Mr Speaker, Members of the House and my people of Bougainville, the other key agenda that I campaigned on and elected is Law and Order. This is essential if Bougainville is to prosper, socially and economically, beyond the Ratification and the securing of Independence. Our dream of being masters of our destiny, will amount to nothing if we cannot behave in civil ways. We have signed the Peace Agreement, we have contained weapons, we have reconciled amongst ourselves as well as with PNG, and above all, we have conducted a highly successful referendum. There is now no more reason, for anyone to be carrying arms or causing violence or behaving in unruly manners.
To those groups that are still not actively participating in our journey, I urge you to join me as your President, with open arms and walk this journey together. I will be meeting with the law and order agencies here in Bougainville, to develop ways of combating increasing law and order issues especially drugs, homebrew, gender and family violence, stealing of cars and so on. In the medium to long term, we must have broader economic interventions that can keep the young people usefully employed.
Mr Speaker, “the very essence of leadership is that you have to have a vision for the people. You can’t beat the garamut for nothing.”
The above three campaign agendas will be part of a much bigger vision, which the people of Bougainville expressed in the form of the Bougainville Crisis 31 years ago. The Crisis was a revolution in every way, politically; economically; and development wise. It developed all systems and provided a golden opportunity to create a new Bougainville. There were many new innovations at that time such as hydropower; coconut oil, new farming systems and even new architecture of village houses. The crisis liberated the thinking of Bougainvilleans.
Mr Speaker, however, in restoring Bougainville to normalcy, we have simply re-established the old system under new labels such as Interim Authority, the People’s Congress, and the Autonomous Government and Public Service. We have not encouraged, the innovative ability of our people, so evident during the Crisis years. The end result is that Bougainvilleans, are again in danger of becoming by-standers on their own land.
I intend to re-orientate some of the Technical Services functions so that they are better positioned to respond to the needs of the village people instead of simply being a manager of large tenders and contracts.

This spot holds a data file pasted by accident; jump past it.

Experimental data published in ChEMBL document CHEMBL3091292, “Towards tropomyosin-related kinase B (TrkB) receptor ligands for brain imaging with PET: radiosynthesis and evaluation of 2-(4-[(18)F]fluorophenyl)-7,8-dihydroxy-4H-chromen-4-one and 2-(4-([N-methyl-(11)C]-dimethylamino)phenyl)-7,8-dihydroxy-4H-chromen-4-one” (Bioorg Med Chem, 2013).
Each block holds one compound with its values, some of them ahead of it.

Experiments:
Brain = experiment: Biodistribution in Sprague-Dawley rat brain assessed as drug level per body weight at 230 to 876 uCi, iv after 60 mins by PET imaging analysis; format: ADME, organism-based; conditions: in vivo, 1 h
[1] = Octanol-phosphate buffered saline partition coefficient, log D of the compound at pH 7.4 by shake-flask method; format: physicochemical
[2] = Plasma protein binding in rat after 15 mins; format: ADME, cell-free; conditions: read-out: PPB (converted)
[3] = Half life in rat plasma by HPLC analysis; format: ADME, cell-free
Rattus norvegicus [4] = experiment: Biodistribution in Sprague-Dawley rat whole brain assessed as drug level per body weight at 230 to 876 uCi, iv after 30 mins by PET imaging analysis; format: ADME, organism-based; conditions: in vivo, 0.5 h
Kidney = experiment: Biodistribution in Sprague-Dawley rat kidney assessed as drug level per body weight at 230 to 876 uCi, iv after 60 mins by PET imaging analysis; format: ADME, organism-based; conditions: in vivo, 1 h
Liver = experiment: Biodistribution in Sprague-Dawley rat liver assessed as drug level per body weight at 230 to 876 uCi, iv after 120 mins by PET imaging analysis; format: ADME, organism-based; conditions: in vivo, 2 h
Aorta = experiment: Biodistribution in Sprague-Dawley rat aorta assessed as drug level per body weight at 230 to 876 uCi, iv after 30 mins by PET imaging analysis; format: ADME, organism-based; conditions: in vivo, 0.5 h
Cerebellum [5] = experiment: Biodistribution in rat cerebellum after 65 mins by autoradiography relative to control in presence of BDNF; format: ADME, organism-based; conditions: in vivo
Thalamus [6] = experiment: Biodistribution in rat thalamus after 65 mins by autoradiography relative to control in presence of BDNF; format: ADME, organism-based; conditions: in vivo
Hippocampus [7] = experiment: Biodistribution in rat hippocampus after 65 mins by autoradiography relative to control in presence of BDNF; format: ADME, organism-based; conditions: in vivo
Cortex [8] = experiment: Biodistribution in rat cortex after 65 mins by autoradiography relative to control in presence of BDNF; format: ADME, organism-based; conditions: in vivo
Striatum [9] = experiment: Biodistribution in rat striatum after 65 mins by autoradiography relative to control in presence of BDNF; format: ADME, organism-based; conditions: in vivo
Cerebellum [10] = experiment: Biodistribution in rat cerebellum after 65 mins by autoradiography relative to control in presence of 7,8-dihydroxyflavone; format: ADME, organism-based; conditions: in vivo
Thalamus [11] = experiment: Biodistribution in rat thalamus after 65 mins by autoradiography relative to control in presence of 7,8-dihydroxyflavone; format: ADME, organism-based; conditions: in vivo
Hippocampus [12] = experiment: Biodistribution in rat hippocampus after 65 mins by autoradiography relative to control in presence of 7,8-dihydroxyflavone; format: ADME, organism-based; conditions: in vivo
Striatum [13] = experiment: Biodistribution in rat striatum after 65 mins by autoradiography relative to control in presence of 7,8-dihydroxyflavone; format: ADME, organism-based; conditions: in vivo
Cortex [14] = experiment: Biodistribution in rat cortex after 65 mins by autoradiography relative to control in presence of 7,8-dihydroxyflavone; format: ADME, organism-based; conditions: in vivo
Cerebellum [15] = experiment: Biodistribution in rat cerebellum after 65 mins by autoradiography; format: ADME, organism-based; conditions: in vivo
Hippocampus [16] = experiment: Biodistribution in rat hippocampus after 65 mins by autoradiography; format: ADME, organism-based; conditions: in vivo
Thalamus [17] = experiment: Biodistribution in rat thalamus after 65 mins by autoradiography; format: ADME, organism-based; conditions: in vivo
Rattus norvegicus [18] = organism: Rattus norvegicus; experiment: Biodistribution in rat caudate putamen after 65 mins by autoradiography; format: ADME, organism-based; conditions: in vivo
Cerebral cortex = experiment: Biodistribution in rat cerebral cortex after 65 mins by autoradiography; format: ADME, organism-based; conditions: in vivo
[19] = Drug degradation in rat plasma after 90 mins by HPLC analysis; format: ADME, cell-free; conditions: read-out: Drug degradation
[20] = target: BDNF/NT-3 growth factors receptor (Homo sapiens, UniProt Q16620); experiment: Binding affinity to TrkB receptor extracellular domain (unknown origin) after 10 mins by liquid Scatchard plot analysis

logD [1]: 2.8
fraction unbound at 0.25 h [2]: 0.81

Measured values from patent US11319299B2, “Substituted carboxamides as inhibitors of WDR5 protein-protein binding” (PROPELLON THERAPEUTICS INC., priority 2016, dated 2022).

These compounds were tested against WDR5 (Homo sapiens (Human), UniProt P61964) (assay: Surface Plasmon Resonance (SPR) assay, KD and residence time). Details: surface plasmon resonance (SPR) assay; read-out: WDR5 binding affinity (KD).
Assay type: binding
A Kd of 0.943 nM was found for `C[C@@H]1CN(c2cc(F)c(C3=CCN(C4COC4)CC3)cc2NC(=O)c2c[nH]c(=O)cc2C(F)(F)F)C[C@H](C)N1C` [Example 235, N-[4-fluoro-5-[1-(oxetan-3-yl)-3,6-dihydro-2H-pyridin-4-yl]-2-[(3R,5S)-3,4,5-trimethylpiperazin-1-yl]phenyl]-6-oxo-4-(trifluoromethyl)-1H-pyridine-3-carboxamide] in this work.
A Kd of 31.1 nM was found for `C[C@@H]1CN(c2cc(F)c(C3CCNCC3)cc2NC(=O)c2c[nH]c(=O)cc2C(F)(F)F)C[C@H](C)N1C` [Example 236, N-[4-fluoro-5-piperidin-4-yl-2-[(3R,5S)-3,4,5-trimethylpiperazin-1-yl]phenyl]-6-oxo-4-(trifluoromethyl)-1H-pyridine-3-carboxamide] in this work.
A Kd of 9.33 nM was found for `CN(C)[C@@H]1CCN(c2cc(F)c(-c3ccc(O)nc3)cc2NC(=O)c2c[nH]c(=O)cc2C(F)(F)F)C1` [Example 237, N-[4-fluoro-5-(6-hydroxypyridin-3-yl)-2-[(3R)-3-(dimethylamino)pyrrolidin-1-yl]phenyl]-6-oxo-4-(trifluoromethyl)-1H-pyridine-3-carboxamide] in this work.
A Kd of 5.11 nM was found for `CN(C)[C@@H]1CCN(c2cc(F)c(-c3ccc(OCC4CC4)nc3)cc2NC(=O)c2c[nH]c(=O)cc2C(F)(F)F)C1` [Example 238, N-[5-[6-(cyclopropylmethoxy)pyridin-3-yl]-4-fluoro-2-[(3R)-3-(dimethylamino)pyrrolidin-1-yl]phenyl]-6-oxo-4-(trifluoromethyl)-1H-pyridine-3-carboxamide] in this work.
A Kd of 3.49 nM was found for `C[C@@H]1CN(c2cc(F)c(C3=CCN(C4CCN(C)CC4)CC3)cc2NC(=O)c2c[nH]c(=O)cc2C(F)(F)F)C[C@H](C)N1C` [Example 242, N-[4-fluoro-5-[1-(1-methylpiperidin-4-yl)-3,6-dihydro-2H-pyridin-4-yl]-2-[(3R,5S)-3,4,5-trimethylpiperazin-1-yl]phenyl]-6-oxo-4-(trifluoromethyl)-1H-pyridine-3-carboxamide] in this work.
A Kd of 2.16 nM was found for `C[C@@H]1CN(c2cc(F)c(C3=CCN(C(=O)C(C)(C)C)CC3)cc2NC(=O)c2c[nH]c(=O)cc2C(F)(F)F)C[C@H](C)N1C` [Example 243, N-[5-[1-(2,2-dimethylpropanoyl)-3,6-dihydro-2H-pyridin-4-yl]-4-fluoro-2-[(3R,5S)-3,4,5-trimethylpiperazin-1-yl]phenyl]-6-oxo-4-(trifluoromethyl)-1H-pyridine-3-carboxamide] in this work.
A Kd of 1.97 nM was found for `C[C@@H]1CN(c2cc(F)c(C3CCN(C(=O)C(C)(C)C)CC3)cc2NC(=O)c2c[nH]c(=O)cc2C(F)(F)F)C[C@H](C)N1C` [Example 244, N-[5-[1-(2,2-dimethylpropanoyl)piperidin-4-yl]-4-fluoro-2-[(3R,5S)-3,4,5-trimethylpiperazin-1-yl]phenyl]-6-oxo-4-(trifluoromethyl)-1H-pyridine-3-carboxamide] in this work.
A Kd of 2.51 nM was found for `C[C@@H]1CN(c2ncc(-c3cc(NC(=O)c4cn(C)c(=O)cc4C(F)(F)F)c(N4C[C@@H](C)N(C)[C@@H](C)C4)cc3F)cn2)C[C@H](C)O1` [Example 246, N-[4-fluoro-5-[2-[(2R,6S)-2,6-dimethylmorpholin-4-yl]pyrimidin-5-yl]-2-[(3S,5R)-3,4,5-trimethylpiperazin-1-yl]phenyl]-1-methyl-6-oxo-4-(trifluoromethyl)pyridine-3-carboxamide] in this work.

Mr Speaker, we must be masters of our destiny, and we can only do this by putting our own “software”, into the structures and institutions we are going to build. Yes, we can borrow ideas from outside, but they must be adapted and adjusted to fit our way of thinking. It is only through our own “intellectual control”, that we can chart our own pathway and create our own identity, and a place in the global society – the Asian Countries have proven this in no uncertain terms. To this extent, Bougainville must establish, a high powered Planning Secretariat that will help us dream big into the future, innovate and reach new heights. We must make use of the enormous talent of educated Bougainvilleans outside of Bougainville in this endeavor.
Mr Speaker and Members of this new Parliament, the winds of change have arrived! “Change will not come if we wait for other persons or some other time. We are the ones we have been waiting for. We are the change that we seek!” To quote President Obama.
How do we build a new society? Mr Speaker, we must build trust and confidence in the people through the strategies:
Strategy Number 1 is Political control of our Destiny – we can only exercise political control through independence – we must pursue Independence by all peaceful means. It may happen in one year, or it might take a few more years, but we must never lose focus however long it may take. My people of Bougainville, you have endured this far and your continued patience is all I ask for of you.